The names Netflix has attracted so far are a combination of established people like Keane and James Baxter, a fabled Disney and DWA alum who oversees character animation at Netflix, as well as up-and-comers like Ito and Megan Nicole Dong, who did animation on How to Train Your Dragon at DWA and is now working on her own series at Netflix.
Netflix’s commitment to freedom sometimes means going in a completely different direction. Pinky Malinky creators Rikke Asbjorn and Chris Garbutt are working on an interactive show about a cat and dog who wake up to find all humans have disappeared. As they search for their human friends, viewers can choose to follow either the cat’s or the dog’s journey.
“Everything we’ve done in the past, like Pinky, has been very character-driven,” says Garbutt. “We’ve never worked in interactive before. So it’s like, how do we keep the characters who they are, but allow the audience to really be engaged and feel like all of their choices matter?”
CREATE CONTENT THAT THE WHOLE FAMILY CAN ENJOY
If Netflix can entice a kid in Cape Town along with one in Minneapolis to watch Netflix on a Saturday morning, the next question is: How does Netflix inspire those kids’ entire families to sit down and watch something together?
One answer is by creating longer-form content that aspires to do more than just entertain a child. To that end, a number of kids’ feature films are in production that will start hitting the service later this year. Here, too, Netflix is pushing boundaries and going for a production level that’s on par with the major animation studios. Glen Keane is directing Over the Moon, a CG musical adventure due out in 2020 about a girl who builds a rocket ship to travel to the moon in order to prove to her dad that a legendary Moon Goddess really exists. Sergio Pablos, cocreator of Despicable Me, is currently in Madrid directing a 2D film due this holiday season called Klaus.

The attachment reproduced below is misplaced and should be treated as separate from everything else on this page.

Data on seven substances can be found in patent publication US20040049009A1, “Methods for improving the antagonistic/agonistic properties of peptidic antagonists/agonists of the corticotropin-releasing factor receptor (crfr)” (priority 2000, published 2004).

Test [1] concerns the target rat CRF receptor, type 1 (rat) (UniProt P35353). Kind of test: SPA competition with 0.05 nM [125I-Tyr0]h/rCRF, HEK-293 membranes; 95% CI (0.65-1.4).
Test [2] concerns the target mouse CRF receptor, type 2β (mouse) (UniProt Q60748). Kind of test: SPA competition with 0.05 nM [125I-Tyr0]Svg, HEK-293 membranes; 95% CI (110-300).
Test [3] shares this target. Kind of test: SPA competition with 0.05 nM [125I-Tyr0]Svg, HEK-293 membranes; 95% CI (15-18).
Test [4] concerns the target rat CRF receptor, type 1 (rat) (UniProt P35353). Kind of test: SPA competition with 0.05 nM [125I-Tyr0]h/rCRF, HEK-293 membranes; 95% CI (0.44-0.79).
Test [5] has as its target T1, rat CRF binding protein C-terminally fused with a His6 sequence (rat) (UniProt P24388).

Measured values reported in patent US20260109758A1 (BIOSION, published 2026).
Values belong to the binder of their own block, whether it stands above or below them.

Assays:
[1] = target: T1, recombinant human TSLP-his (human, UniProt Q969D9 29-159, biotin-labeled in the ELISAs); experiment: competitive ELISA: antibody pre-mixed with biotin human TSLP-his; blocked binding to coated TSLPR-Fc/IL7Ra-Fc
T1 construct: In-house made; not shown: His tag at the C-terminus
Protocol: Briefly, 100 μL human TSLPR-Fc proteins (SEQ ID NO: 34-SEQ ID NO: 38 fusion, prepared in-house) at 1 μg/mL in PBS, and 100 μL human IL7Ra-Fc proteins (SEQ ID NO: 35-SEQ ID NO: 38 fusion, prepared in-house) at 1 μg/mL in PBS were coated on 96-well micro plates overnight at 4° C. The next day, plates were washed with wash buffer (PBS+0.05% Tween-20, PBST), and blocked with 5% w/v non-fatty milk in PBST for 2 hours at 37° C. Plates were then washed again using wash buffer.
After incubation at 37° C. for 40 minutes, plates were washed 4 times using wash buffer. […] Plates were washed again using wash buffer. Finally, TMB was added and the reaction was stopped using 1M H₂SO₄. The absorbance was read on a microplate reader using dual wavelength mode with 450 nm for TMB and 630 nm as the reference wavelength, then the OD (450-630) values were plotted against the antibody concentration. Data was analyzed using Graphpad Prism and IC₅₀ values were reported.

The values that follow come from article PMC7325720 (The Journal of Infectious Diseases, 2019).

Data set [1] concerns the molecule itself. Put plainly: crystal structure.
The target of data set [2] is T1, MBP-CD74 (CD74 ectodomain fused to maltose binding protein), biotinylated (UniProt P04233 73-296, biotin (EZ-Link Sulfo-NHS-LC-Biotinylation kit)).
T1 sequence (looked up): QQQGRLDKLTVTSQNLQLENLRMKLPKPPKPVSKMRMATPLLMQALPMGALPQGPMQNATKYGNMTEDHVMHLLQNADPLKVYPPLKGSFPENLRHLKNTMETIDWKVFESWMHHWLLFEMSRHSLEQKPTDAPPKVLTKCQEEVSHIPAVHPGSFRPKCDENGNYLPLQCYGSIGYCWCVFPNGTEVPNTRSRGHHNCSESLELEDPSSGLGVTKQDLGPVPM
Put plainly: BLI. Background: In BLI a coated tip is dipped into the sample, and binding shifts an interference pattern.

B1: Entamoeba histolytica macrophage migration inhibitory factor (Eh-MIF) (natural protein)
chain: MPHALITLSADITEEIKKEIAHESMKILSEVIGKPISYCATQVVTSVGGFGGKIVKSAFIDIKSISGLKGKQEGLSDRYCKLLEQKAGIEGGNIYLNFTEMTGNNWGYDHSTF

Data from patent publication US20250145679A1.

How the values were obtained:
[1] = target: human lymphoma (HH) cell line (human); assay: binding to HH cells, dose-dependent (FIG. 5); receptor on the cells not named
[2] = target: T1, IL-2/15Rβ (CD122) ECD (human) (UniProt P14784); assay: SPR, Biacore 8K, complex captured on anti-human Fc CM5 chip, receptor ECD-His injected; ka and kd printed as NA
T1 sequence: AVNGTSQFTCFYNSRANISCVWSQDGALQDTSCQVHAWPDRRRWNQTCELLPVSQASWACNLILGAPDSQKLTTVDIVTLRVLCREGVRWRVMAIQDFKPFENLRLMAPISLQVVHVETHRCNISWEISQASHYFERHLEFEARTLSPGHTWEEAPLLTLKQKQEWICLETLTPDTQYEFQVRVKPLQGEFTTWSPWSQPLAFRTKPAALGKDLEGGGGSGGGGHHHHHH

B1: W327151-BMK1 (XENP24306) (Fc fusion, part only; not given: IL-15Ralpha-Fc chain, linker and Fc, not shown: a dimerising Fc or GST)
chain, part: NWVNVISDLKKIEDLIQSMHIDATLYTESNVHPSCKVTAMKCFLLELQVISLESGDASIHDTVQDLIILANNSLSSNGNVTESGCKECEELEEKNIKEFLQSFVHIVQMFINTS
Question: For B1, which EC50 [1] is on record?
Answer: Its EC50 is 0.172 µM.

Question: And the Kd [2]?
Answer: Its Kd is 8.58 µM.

Pablos describes his film as “an origin story for Santa Claus,” in which a cranky postman gets sent to a Scandinavian town in the 1800s with the mission of getting the postal service up and running. Only all the locals dislike each other and refuse to write letters, so the postman turns to a toymaker and children to help him with his scheme. “It’s a great, fun story with a strong heart,” says Pablos, whom I spoke with by video conference.
Netflix showed clips from the film at a press event last week, and Baxter, who is overseeing character animation on the film, talked about how Netflix had created special tools for this project that combine traditional and CGI animation. Sitting at a computerized drawing board, he sketched an image of a character in the film. He then showed how software layered in light effects so that the image felt less flat and two-dimensional than hand-drawn animation typically appears.